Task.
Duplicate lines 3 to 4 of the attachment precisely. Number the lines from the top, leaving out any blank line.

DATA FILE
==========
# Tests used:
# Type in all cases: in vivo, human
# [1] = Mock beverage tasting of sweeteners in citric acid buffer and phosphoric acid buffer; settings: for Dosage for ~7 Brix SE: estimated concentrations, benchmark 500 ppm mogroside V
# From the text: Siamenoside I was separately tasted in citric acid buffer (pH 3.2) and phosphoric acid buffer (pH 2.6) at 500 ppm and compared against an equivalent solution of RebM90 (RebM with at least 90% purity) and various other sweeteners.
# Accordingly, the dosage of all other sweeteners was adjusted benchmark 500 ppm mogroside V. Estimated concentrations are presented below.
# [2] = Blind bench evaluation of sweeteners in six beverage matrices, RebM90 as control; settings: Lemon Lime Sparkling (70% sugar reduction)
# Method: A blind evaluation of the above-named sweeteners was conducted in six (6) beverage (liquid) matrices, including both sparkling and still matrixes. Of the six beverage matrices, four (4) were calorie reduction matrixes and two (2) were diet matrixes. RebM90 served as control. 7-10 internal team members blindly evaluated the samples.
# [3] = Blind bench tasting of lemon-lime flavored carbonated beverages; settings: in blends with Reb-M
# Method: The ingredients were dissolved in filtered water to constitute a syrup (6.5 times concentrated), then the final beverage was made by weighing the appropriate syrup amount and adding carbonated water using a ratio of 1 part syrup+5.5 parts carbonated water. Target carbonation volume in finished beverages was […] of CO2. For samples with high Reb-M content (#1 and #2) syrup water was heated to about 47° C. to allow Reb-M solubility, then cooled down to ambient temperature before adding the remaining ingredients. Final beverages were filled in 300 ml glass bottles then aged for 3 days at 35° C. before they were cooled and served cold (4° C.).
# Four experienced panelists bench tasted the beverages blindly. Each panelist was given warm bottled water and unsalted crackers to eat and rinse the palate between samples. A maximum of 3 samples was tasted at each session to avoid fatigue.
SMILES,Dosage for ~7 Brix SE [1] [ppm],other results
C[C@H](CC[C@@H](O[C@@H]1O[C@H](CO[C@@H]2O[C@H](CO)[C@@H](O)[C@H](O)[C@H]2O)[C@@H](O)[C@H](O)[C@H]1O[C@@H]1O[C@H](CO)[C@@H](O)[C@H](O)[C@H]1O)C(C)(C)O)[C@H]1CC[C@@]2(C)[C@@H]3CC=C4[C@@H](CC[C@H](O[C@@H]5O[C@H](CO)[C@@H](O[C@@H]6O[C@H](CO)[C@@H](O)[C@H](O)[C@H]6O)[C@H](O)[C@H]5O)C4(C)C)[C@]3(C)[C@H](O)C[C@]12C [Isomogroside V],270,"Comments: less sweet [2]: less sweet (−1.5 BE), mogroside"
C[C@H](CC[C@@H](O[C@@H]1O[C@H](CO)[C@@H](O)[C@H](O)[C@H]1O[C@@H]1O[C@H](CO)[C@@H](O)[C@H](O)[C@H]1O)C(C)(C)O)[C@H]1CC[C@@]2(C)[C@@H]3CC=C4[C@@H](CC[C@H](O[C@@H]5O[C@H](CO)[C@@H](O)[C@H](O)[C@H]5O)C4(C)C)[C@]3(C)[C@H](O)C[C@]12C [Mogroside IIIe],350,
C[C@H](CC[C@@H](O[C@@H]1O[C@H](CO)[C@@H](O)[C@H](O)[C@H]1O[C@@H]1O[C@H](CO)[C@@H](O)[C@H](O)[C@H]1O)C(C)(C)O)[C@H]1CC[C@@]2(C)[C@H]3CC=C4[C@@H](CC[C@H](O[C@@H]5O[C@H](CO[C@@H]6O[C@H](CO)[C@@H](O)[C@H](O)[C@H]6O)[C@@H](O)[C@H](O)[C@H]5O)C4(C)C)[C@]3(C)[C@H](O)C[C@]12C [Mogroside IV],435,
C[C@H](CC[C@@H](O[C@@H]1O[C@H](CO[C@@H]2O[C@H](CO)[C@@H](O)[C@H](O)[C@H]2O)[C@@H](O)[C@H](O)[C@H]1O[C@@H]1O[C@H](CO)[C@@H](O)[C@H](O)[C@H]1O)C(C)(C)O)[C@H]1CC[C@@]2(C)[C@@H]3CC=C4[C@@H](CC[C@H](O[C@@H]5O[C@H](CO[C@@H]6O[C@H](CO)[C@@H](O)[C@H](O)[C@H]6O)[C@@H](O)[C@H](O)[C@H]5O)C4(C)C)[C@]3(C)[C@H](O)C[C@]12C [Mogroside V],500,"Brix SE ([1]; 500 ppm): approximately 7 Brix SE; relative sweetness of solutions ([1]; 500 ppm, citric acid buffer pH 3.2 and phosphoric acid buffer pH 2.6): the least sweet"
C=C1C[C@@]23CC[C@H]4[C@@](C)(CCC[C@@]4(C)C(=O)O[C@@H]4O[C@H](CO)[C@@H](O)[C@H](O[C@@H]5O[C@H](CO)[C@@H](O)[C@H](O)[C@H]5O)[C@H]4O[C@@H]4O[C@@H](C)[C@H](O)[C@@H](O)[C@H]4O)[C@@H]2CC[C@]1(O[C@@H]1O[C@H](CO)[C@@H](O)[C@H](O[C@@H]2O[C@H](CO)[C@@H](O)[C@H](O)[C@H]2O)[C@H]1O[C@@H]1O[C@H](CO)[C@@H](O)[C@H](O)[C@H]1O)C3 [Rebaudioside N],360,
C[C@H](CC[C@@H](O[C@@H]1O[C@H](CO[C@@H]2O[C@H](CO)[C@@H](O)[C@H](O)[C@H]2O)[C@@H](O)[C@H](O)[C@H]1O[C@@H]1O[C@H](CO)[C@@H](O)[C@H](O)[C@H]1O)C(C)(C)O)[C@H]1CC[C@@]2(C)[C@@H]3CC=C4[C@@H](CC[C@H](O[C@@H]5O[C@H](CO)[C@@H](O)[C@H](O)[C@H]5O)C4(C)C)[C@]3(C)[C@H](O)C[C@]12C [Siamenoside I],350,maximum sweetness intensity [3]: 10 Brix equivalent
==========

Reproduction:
# [1] = Mock beverage tasting of sweeteners in citric acid buffer and phosphoric acid buffer; settings: for Dosage for ~7 Brix SE: estimated concentrations, benchmark 500 ppm mogroside V
# From the text: Siamenoside I was separately tasted in citric acid buffer (pH 3.2) and phosphoric acid buffer (pH 2.6) at 500 ppm and compared against an equivalent solution of RebM90 (RebM with at least 90% purity) and various other sweeteners.